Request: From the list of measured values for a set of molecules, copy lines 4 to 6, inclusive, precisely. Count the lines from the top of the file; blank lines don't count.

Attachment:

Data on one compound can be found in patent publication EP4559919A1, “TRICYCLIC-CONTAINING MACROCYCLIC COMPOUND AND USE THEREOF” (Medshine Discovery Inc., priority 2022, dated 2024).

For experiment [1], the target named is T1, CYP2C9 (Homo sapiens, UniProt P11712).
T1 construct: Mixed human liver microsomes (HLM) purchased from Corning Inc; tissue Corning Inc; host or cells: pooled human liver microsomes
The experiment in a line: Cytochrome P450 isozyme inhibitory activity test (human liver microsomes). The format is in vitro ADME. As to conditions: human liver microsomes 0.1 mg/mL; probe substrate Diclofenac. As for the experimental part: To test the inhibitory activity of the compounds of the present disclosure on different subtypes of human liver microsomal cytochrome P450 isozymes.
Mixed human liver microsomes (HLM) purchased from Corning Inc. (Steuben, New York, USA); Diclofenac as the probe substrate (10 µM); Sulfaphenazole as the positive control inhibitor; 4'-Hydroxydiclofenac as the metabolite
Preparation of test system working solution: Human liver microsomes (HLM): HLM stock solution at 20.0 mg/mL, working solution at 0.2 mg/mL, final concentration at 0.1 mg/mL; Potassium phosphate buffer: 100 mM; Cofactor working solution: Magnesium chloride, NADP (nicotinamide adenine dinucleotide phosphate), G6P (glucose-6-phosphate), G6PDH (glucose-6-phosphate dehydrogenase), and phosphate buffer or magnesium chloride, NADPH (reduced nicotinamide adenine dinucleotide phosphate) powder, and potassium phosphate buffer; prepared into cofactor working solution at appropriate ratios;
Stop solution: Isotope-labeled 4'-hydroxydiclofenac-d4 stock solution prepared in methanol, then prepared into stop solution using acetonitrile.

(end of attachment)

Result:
The experiment in a line: Cytochrome P450 isozyme inhibitory activity test (human liver microsomes). The format is in vitro ADME. As to conditions: human liver microsomes 0.1 mg/mL; probe substrate Diclofenac. As for the experimental part: To test the inhibitory activity of the compounds of the present disclosure on different subtypes of human liver microsomal cytochrome P450 isozymes.
Mixed human liver microsomes (HLM) purchased from Corning Inc. (Steuben, New York, USA); Diclofenac as the probe substrate (10 µM); Sulfaphenazole as the positive control inhibitor; 4'-Hydroxydiclofenac as the metabolite
Preparation of test system working solution: Human liver microsomes (HLM): HLM stock solution at 20.0 mg/mL, working solution at 0.2 mg/mL, final concentration at 0.1 mg/mL; Potassium phosphate buffer: 100 mM; Cofactor working solution: Magnesium chloride, NADP (nicotinamide adenine dinucleotide phosphate), G6P (glucose-6-phosphate), G6PDH (glucose-6-phosphate dehydrogenase), and phosphate buffer or magnesium chloride, NADPH (reduced nicotinamide adenine dinucleotide phosphate) powder, and potassium phosphate buffer; prepared into cofactor working solution at appropriate ratios;